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Stedile: The People Want Changes to Improve Their Lives

October 23, 2014
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jpsBy Joana Tavares

Since last year, dozens of urban and rural social movements in Brazil have been discussing the presidential elections. In this second round, despite the limits of the neo-developmentalist PT governments, the social movements decided jointly to support Dilma Rousseff 
(PT).
In this interview, João Pedro Stédile, from the national coordination of the Landless Workers Movement (MST) and La Via Campesina, explains the reasons for that support, examines what it might mean for the country’s return to neoliberalism and points out the way in which Dilma’s second term could advance changes.
Brazil de Fato – This runoff is between two projects: neoliberalism, represented in the candidacy of of Aécio Neves, and the neo-developmentalism in Dilma’s campaign. What would it mean for the country’s return to neoliberalism?
João Pedro Stédile – If Aécio won, it would be a tragedy for the vast majority of the people. The economy would be under the domination of financial capital, transnational corporations and agribusiness.
Social policies would return to the practice of the “minimalist State”, which allows the market to solve everything as was the case with the FHC government and Aécio’s government in Minas Gerais.
So there would be a devaluation of wages plus the right would have direct control over the judiciary and the media, increasing repression on the social movements.
In foreign policy, it would be a realignment subordinate to the United States and the dismantling of MERCOSUR, UNASUR and CELAC. Under these circumstances, it would generate a period of many confrontations, much instability.
So there is no doubt that to defend the interests of the working class, we must defeat the candidacy of Aécio Neves.
There is a widespread desire for change, which the candidacy of the PSDB has tried to appropriate. Could a second term of Dilma embrace these changes? 

The people want change, but changes to improve their lives. Changes so that the state is more determined to solve the problems of the people. We still have many challenges, such as universal access of young people to university. Lula’s and Dilma’s governments doubled access to the university from 6 to 15% of young people, but we must think of the other 85%.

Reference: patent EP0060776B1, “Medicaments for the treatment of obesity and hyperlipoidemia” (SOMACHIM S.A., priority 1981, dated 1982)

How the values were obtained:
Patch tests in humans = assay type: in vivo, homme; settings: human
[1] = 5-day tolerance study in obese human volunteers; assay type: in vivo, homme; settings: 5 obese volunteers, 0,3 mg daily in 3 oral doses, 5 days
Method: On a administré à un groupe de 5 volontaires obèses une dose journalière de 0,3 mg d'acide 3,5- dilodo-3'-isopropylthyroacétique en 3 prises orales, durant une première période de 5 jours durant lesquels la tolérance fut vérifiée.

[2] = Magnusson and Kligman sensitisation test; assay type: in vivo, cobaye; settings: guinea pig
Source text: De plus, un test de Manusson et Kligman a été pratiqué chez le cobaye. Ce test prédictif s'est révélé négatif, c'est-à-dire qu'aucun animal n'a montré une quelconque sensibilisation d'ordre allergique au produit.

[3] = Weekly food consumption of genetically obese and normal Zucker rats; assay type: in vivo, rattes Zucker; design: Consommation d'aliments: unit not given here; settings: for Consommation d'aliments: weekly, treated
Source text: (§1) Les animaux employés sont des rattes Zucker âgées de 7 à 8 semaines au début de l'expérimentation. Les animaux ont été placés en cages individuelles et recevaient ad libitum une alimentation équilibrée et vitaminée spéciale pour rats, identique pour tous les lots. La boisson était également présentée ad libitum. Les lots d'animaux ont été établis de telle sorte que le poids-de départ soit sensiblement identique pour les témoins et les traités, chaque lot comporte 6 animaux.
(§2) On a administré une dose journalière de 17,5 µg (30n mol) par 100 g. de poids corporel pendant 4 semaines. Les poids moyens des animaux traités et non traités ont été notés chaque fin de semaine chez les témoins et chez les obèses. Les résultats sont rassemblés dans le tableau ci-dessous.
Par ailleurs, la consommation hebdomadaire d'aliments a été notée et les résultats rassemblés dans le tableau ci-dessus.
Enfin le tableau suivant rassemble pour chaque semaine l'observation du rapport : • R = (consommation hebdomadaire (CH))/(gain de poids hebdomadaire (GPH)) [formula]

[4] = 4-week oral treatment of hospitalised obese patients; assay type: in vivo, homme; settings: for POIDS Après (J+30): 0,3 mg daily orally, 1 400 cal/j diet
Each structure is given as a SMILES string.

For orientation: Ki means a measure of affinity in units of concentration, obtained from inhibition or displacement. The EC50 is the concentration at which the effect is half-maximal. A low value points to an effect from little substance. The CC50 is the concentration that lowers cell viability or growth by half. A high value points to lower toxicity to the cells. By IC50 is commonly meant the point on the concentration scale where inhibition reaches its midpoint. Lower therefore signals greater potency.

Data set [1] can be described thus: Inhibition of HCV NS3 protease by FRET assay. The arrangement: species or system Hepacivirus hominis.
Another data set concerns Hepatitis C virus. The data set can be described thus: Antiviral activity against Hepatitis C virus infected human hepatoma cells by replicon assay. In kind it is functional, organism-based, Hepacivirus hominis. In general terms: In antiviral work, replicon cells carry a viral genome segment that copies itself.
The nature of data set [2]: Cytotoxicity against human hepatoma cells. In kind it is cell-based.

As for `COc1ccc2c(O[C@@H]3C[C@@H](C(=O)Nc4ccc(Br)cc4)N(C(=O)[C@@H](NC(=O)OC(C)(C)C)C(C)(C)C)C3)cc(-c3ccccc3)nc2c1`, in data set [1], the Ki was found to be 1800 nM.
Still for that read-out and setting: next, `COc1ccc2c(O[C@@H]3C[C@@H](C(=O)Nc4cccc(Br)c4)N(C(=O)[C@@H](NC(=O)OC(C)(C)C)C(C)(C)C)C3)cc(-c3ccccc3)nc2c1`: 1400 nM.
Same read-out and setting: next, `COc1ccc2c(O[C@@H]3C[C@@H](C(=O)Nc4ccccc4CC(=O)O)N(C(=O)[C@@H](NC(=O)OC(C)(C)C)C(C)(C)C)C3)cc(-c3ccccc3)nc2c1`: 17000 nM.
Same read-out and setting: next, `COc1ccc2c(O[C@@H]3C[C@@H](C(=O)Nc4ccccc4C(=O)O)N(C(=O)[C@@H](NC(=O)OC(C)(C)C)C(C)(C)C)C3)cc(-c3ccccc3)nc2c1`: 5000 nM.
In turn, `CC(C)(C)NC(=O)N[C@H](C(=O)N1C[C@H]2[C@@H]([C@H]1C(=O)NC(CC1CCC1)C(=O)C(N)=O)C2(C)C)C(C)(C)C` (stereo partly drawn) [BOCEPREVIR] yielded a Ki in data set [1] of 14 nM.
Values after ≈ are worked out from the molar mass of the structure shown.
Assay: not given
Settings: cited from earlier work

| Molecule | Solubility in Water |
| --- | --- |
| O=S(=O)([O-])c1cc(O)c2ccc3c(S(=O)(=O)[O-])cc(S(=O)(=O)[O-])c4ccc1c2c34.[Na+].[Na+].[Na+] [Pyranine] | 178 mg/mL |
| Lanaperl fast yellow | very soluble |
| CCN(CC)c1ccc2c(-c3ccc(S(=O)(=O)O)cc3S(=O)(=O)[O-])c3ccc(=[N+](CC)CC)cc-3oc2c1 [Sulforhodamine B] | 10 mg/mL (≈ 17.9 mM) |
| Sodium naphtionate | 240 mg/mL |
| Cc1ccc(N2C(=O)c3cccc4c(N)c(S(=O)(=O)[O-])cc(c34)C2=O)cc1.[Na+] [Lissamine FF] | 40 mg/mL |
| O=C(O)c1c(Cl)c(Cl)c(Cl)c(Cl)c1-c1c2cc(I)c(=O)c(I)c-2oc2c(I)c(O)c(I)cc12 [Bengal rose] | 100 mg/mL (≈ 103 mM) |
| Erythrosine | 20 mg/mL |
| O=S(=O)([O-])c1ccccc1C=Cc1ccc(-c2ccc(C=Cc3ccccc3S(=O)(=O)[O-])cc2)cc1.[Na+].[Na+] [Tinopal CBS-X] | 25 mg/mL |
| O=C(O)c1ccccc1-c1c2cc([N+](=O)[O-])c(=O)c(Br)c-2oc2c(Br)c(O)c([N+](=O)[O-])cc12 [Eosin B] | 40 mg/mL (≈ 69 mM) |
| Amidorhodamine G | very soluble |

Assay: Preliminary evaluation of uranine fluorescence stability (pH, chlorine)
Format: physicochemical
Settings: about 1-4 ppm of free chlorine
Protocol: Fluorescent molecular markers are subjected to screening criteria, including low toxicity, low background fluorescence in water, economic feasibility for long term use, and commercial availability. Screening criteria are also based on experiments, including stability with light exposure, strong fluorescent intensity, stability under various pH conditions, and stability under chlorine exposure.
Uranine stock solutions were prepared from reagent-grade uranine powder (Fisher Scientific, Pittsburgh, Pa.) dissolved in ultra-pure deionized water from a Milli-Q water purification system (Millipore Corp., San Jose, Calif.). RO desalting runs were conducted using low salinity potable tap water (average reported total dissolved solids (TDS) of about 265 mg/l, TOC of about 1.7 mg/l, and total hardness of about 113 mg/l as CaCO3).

There is still a deficit of 8 million in decent housing. There is a lack of agrarian reform, lack of quality education and valuation of high school teachers. We want to reduce the workday to 40 hours.
And we need to restore the country’s industrialization, the only way to increase assets and create more quality jobs. Many criticisms have been made of the 12 years of PT government for not addressing structural reforms, including agrarian reform.
What are the main limits of this neo-developmentalist project carried out by Lula and Dilma?
The main limits of neo-developmenaltism is that it was a program in which everyone won. But banks, construction companies and agribusiness won the most.
The dependence of the economy on international capital prevented the government from having the power to control the interest rate and the exchange rate and pass a tax reform so that the great fortunes and the rich would pay the bill.
A government with a class composition can even get some things electorally and politically right, but it does not quite have the strength to carry out structural reforms, in which the propertied classes lose part of their privileges.
And that’s what happened. Faced with this impasse, part of the bourgeoisie that was in the government has fallen out. Therefore, a victory of Dilma for a second term would represent a new coalition of social forces, more center-left, which may require changes that solve people’s problems.
The Congress just elected is even more conservative than the last. What does this mean for the advancement of the most popular measures?
The new Congress was the result of what we call hijacking of democracy by 117 Brazilian companies, which spent $R4 billion to finance their candidates and succeeded in electing them. Hence the crisis of representation of all parties, for now the elected owe more obligations to their funders than to groups.
What appears in Congress is the mirror of a larger political and ideological crisis, which affects the political activity and democracy.
Rousseff signaled that she supports the convening of a Constituent Assembly to reform the political system. Can this reform can improve the lives of the people?
We must prioritize the political reform that will affect the entire system, not just in financing campaigns or candidate lists. A reform that will also affect Congress, the judiciary and the media. The path to this is necessarily a constituent assembly, which would have to be approved by a legal referendum.
At the same time, we must encourage, stimulate and then put a maximum amount of energy into the social struggle. Because only if we win the constituent assembly, will we be able to implement structural reforms, if there is a new period of a rise in the mass movement across the country. Therefore, we will have an intense political struggle over the next four years.

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